COVID-19′s rapid spread has raised alarms about the growing risk to vulnerable people around the world. Here’s what you need to know about how pandemics are defined, and what to do if there is one

COVID-19′s rapid spread has raised alarms about the growing risk to vulnerable people around the world. Here’s what you need to know about how pandemics are defined, and what to do if there is one

COVID-19s rapid spread around the world has raised alarms that a pandemic might be imminent, potentially putting vulnerable people at deadly risk. But what is a pandemic, and what happens if this new coronavirus is declared one? Heres what you need to know.
What pandemic means
An electron-microscope image shows, SARS-CoV-2, the virus that causes the coronaviral illness known as COVID-19.
U.S. National Institutes of Health/AFP via Getty Images
Pandemic comes from the Greek words pan, all, and demos, people. Health agencies use it to refer to the worldwide spread of a previously unknown disease. But since theres no globally accepted definition of worldwide How many countries? How many continents? a disease may sometimes be treated as a pandemic in one jurisdiction, but not another. Australia, for instance, effectively started treating the current coronavirus as a pandemic when the World Health Organization hadnt yet called it that.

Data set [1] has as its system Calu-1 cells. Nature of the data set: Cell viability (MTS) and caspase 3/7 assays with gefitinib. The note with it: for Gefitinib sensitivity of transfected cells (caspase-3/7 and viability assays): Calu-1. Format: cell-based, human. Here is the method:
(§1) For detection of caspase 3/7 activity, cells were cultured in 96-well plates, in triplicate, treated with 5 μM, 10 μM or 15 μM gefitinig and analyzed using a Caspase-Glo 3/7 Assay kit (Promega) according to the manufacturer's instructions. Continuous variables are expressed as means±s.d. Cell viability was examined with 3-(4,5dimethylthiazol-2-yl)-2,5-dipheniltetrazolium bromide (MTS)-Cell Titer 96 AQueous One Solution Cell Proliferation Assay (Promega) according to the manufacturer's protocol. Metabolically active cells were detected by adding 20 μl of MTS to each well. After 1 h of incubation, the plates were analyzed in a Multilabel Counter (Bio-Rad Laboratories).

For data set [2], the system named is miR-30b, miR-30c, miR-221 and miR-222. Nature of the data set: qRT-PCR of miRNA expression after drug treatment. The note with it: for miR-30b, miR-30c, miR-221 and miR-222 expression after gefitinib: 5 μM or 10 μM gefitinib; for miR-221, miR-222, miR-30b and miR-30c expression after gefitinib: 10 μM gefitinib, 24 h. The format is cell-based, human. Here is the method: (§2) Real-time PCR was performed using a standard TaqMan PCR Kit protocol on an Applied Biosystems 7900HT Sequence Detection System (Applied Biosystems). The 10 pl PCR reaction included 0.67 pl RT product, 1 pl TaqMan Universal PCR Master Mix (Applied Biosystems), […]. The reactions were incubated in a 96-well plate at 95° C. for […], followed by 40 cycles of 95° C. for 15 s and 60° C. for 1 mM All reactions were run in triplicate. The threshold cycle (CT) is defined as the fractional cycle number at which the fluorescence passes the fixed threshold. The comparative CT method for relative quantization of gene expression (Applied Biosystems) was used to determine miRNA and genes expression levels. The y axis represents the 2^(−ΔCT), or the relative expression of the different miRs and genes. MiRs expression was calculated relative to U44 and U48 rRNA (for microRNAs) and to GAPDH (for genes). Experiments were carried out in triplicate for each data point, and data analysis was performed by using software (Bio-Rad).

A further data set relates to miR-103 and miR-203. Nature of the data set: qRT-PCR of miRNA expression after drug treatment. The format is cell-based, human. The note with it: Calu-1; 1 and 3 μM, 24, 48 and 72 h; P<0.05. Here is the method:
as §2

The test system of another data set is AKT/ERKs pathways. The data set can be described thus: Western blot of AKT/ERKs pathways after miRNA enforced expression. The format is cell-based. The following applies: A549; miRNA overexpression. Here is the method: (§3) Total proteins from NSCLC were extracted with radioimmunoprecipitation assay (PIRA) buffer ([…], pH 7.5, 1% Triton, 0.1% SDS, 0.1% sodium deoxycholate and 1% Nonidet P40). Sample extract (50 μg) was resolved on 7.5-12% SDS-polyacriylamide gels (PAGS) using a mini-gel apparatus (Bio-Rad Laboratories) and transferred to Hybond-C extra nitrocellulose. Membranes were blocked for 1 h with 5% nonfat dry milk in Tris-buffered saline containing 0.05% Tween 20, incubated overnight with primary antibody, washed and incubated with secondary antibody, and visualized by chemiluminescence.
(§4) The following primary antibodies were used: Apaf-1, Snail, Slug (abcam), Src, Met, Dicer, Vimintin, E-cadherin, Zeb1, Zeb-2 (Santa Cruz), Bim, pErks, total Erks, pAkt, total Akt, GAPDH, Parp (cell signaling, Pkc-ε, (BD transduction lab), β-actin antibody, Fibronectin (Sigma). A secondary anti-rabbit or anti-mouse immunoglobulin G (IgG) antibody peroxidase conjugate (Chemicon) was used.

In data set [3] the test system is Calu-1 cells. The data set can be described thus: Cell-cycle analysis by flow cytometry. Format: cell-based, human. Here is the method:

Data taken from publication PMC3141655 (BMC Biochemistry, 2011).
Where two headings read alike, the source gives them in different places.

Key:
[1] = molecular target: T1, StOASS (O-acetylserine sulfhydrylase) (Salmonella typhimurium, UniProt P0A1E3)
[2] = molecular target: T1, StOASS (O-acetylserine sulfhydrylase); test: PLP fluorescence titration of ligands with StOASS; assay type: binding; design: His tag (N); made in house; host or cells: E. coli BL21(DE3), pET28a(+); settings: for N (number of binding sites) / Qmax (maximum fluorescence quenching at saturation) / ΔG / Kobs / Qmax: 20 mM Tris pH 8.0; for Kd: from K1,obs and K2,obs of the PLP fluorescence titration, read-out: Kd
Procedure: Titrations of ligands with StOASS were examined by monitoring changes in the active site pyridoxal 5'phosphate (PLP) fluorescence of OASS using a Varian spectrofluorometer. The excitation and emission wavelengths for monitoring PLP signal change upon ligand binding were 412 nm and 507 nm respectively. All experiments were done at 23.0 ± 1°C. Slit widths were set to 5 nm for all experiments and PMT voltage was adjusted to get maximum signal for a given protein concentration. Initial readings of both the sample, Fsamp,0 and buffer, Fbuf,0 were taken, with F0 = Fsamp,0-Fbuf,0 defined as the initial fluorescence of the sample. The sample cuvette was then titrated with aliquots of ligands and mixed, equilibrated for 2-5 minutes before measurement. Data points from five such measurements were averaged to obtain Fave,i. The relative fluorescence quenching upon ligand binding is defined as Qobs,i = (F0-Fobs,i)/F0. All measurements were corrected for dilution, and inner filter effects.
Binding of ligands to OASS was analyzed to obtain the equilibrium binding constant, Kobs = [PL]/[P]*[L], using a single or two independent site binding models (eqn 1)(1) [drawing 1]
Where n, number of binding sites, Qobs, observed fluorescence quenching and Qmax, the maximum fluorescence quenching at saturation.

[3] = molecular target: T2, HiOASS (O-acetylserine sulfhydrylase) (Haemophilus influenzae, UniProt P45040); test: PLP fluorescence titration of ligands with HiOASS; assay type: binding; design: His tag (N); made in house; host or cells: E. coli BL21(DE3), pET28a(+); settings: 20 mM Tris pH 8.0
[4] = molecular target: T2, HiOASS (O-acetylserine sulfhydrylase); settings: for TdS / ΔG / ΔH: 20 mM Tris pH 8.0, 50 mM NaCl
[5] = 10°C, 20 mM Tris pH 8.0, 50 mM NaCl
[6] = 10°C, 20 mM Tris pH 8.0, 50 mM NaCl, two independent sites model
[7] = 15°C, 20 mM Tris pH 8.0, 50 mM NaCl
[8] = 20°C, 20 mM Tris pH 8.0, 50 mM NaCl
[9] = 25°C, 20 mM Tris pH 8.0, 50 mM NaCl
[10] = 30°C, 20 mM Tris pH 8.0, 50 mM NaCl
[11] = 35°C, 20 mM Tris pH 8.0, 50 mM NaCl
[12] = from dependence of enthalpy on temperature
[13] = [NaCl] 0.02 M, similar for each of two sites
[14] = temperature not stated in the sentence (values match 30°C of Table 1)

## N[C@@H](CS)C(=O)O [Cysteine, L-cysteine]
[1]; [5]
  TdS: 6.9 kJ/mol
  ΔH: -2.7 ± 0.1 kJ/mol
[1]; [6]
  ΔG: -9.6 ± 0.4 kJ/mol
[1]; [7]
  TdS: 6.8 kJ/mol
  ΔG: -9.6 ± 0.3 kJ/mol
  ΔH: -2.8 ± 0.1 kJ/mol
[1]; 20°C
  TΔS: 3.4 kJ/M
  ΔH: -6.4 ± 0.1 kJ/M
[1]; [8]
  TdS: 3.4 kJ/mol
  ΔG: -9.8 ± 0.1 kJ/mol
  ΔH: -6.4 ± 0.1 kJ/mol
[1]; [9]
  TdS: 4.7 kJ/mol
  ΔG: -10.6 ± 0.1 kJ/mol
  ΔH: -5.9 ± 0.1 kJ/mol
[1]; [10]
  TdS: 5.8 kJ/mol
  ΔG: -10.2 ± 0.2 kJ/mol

The last generally agreed-upon pandemic was 2009s spread of H1N1, also called swine flu. When WHO revised its guidelines for pandemics at the time, it didnt include a single, quotable definition of what a pandemic is. Instead, it described six phases from initial infections to pandemic, each giving national health authorities advice about what to do as the urgency increased:
Story continues below advertisement

  • 1: Animals are infected with a disease, but not humans.
  • 2: Some humans are infected with the disease.
  • 3. Small clusters of the disease have been reported, but not human-to-human transition.
  • 4. Human-to-human transmission has been verified and is able to cause sustained community-level outbreaks.
  • 5. The virus has caused sustained community-level outbreaks in two or more countries in one WHO region. This stage can also serve as a signal that a pandemic is imminent.